Faking it

Before self-healing can begin; I would suggest that you take an honest look at yourself, your environment, and your behaviours.  Ask yourself; where it is that you are not being authentic?  When are you faking it?

You’ve probably faked an orgasm.  You’ve probably faked that you liked a gift.  You’ve probably faked that you are feeling differently than what you actually are. I call that faking it conscientiously.  You choose to fake it, for the good of another.  Your lover didn’t need to know that you were tired, and just wanted to go to sleep.  Your grandmother didn’t need to know that you wouldn’t ever wear the bright green sweater that she knitted especially for you. The bank teller didn’t need to know that you weren’t feeling fine; you were miserably constipated.  So you conscientiously faked it.  You told them what they wanted to hear.  You had good intentions.  No harm, no foul.

Conscious faking it; is when we misrepresent our self, in spite of our self.  We choose to pretend to be something other than what we are.  For instance, I stopped to help a man who was sitting in the middle of a long flight of stairs.  He was sweating, and he was short of breath.  It was obvious that his morbid obesity was hindering his ascent.  I offered my services as a nurse but he assured me he would be fine.  He explained that he needed a minute to rest his “weak ankles.”  He knew that I knew that his ankles were not the problem; and I knew that he knew too.  He was consciously faking it.

Unconscious faking it is more abstract. This is when we believe something so much that we create it in our reality.  Unconsciously, I was living in fear of being murdered, but I believed that I had a heart condition. I unconsciously faked it until I became exactly what I believed myself to be.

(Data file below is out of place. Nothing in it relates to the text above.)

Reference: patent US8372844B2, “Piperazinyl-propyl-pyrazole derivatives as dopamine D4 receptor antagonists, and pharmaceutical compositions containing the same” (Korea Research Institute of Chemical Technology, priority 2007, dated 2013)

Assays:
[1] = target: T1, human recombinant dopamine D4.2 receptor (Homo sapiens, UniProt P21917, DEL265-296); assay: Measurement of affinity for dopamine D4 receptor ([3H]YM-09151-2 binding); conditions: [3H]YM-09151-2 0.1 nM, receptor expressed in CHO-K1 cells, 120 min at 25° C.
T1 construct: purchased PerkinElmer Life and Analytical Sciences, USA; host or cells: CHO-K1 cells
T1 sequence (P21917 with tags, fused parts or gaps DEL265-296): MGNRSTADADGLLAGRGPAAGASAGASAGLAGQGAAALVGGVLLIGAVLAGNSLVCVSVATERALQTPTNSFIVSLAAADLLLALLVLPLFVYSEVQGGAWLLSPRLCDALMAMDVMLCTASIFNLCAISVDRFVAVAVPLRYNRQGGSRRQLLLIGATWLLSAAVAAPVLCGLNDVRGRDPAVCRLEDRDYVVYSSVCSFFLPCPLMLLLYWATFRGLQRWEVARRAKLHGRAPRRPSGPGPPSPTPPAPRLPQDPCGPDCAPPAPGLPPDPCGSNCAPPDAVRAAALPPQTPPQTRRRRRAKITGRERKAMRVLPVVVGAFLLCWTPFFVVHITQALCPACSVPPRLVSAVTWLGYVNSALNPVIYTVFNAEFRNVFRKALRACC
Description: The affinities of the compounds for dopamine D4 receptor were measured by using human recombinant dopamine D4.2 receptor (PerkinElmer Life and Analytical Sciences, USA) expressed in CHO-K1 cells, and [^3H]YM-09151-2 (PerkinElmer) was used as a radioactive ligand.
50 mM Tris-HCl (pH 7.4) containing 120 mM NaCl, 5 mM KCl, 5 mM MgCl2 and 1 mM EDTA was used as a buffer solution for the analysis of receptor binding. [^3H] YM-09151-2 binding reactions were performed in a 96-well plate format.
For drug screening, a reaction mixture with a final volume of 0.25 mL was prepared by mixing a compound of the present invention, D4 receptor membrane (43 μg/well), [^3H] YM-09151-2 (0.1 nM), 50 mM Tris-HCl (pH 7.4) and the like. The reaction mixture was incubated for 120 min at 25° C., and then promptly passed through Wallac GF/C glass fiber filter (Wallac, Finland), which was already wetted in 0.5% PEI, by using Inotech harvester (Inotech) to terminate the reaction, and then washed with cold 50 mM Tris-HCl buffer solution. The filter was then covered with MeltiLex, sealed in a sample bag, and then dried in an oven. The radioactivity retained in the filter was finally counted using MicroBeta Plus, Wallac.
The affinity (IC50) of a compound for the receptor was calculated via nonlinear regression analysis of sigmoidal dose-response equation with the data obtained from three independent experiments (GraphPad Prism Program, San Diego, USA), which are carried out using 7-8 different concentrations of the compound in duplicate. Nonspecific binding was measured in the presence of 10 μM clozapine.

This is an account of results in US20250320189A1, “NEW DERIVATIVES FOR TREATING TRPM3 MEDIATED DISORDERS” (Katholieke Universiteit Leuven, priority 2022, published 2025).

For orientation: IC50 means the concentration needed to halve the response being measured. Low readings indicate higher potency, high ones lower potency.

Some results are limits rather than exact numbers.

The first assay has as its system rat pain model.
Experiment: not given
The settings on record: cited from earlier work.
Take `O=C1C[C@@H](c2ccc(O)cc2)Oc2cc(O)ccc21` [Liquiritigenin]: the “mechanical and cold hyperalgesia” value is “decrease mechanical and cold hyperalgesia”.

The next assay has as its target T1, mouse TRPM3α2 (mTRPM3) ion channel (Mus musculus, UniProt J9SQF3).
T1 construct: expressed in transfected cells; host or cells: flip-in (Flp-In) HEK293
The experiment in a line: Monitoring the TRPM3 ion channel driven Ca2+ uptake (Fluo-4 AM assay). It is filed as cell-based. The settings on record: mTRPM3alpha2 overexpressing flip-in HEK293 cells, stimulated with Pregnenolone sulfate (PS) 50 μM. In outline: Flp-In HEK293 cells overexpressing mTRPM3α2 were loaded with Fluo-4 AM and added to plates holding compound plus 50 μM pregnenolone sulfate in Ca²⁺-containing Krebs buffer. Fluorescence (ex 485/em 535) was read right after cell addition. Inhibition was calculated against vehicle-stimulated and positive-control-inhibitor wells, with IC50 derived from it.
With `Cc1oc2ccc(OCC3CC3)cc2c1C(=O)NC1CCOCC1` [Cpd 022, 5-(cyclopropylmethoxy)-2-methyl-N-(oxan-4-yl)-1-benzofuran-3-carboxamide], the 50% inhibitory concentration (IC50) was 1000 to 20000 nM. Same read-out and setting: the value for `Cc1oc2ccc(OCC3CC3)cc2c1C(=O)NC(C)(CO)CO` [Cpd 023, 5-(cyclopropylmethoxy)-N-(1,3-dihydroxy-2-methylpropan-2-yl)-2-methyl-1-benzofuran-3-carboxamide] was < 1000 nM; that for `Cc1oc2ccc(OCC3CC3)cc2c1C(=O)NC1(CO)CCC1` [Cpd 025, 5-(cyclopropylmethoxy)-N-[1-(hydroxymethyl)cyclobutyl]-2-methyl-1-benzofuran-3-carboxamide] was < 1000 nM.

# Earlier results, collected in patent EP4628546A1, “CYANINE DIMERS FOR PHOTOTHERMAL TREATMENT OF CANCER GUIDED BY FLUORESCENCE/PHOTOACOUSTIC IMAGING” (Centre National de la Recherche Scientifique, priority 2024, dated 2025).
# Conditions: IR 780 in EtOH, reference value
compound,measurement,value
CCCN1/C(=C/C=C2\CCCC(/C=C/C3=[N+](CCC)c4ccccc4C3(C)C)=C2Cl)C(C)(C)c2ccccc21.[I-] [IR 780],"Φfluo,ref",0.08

You are exactly who you believe yourself to be.

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Healing with Reiki

I pay attention to my words.  I try not to use the adverbs of always and never. “I always do that…I never do that.”  Either word seems like a commitment to an extreme.  My experience has taught me to never, say never.

Unconditional is another word that I use with discretion.  I appreciate the definition that conditions never apply; always.

So for me, the term Unconditional Love, is ambitious; to say the least.

Reiki is defined as Universal Life Force Energy.  It is the energy of Unconditional Love.  It can never harm.  It can never be depleted.  It follows the universal principle of as you give, so shall you receive.

The physical sensations of Reiki differ from person to person.  Some may feel temperature changes, while some feel vibrations.  Others feel no physical sensations at all.  Some people become emotional when a blockage is removed.  Some people feel like a weight has been lifted from them.

A chronic blockage may take longer to heal than an acute one.

You should rest and drink plenty of water after receiving Reiki.

The magic of Reiki is that it flows to where it is needed.  I am only the channel through which it flows.  It’s an incredible sensation.  It rivals the surge of love that one feels when they think about their baby’s face, and their lover’s embrace, mixed with the emotions of gratitude, compassion, and forgiveness.

The experience humbles me every time.

I have suggested that Reiki occurs while you read my novel.  I call it passive therapy.  When we feel compassion for someone else, or for ourselves, we are experiencing Reiki.

Healing begins with our thoughts.

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The first step toward Self-Healing

One of the mutable laws of the Universe is the Law of Polarity.  It says that everything has an identical opposite or pole.  Good and bad; hot and cold; north and south.  There are two sides to everything and even when things seem to be complete opposites, they are really just varying degrees of the same thing.  Is the water hot or is it less cold?  Is the glass half empty or half full?

I believe that our Human-ness and our Being-ness, observe this law too.  Both are as necessary as the other.  It is the degree to which that defines our experience.

Our Human-ness engages our Ego.  There is a common misconception that our Ego is bad. But Ego is neither good, nor bad.  It speaks literally from our Human experience.  It tells us not to touch the stove again, even if we can’t remember burning our finger as a child.  This voice is necessary for our survival.  It tries to protect us from getting burned again.  In many ways; Human it is the voice of our wounds.